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25 YEARS OF PHOENIX AUSTRALIA AND PROGRESS IN TRAUMA-RELATED MENTAL HEALTH.
“We thank everybody who has been on this journey with us and we look forward to continuing that journey in the years ahead to provide better outcomes for people affected by trauma – no matter what the cause” – Professor David Forbes, Director of Phoenix Australia
When the National Centre for War-Related PTSD – now Phoenix Australia – began in 1995, the understanding of PTSD was in its relative infancy. Thankfully, the past 25 years have seen a significant increase in knowledge and recognition of PTSD and trauma. That journey continues.
Mirroring the advances made in the understanding, treatment and prevention of PTSD is the growth of Phoenix Australia. On a national and international platform, the organisation has taken a leading role in building evidence and translating knowledge and collaborating with other mental health experts to ensure that those who experience trauma and PTSD receive the best possible evidence-based treatment.
PTSD was officially added to the Diagnostic and Statistical Manual of Mental Disorders in 1980 – primarily due to the experiences of Vietnam veterans and the learnings they brought to the mental health field.
“The Vietnam generation returned from conflicts with a range of mental health problems,” says Professor David Forbes, Director of Phoenix Australia.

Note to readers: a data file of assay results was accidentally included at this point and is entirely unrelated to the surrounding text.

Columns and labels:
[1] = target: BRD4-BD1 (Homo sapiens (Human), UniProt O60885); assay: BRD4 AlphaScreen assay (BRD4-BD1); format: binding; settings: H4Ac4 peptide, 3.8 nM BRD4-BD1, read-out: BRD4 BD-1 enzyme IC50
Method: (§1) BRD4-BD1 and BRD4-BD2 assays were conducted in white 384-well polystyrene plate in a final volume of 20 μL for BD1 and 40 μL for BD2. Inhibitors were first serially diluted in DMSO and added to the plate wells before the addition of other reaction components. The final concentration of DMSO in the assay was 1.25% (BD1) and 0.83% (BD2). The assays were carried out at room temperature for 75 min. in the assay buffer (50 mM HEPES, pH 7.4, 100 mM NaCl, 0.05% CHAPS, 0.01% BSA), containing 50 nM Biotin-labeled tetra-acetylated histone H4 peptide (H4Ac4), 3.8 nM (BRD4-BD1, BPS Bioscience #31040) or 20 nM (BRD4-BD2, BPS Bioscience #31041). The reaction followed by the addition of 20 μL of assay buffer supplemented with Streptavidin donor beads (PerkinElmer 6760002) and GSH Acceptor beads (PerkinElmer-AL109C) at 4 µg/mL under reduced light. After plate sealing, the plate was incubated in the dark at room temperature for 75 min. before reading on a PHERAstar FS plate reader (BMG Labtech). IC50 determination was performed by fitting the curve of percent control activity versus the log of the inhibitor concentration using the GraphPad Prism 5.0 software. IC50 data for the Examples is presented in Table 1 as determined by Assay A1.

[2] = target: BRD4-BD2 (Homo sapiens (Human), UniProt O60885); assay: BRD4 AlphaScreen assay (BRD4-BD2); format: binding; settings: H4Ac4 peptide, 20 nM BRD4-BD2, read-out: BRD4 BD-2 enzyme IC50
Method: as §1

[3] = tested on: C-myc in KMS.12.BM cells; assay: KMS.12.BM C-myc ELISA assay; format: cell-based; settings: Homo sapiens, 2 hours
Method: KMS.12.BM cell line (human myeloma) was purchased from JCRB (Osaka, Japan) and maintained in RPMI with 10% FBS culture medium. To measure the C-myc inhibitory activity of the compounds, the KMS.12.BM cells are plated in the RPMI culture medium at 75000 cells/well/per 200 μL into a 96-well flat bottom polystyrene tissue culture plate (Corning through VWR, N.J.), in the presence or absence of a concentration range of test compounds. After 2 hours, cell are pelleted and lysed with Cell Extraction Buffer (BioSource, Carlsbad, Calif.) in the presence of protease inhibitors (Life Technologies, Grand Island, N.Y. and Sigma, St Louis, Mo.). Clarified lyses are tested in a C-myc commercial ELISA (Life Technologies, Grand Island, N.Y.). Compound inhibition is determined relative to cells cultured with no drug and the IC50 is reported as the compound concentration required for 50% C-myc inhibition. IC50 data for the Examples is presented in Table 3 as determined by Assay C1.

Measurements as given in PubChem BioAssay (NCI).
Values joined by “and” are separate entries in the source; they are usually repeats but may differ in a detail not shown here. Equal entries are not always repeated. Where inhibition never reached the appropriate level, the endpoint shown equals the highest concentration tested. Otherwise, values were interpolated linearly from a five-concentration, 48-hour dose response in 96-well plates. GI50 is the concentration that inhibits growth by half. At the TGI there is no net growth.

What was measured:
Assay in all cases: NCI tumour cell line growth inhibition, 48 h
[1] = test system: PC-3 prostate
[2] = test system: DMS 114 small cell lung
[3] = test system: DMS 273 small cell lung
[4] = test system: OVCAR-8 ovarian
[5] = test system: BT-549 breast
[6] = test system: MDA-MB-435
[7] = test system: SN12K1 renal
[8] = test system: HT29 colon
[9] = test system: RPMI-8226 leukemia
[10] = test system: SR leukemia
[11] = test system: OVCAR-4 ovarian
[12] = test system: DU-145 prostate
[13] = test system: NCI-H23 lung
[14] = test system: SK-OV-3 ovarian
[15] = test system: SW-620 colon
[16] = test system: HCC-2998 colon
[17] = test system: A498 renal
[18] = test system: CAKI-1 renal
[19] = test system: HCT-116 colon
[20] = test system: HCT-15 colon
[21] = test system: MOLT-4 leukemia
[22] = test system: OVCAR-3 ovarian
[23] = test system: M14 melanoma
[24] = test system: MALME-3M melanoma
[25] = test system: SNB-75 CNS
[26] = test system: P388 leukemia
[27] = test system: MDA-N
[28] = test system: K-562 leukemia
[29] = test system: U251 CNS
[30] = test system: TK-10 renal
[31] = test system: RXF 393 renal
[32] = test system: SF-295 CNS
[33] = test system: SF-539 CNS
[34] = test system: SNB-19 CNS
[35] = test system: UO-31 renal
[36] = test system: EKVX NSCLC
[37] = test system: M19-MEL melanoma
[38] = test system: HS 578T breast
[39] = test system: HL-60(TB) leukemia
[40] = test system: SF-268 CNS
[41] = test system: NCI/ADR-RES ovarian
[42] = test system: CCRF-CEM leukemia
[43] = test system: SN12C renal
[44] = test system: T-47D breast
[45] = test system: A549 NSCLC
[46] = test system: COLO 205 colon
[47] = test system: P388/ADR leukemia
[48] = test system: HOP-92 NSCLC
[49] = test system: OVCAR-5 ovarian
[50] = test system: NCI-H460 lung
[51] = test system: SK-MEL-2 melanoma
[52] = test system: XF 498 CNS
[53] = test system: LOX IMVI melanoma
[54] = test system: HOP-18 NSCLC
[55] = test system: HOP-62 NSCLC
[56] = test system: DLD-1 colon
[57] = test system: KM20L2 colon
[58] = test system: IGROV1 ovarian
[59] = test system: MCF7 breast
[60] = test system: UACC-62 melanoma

“What we learnt from the Vietnam veterans led to linkages being made between their experiences and those of survivors of other kinds of trauma like sexual assault, accidental injury and, to an extent, Holocaust survivors. The links and consistencies resulted in PTSD eventually becoming a diagnosis.”
The veteran community and the Department of Veterans’ Affairs (DVA) were pivotal in progressing recognition and research of PTSD and helped champion the establishment of the National Centre for War-Related PTSD in 1995.
“The first ten years were spent trying to better understand the nature of the disorder, how it differed from other mental health disorders, developing scientific methods of assessing PTSD, and getting GPs and mental health practitioners to be able to recognise and identify it,” says Professor Forbes.
From 1990 onwards the focus shifted to identifying the best treatments for PTSD, with researchers looking at how to adapt existing treatments to manage PTSD.
“We have made big inroads into the assessment of PTSD, improving practitioner awareness of PTSD, increasing community awareness of what PTSD is – and we have made significant inroads into what best practice treatment looks like,” says Professor Forbes.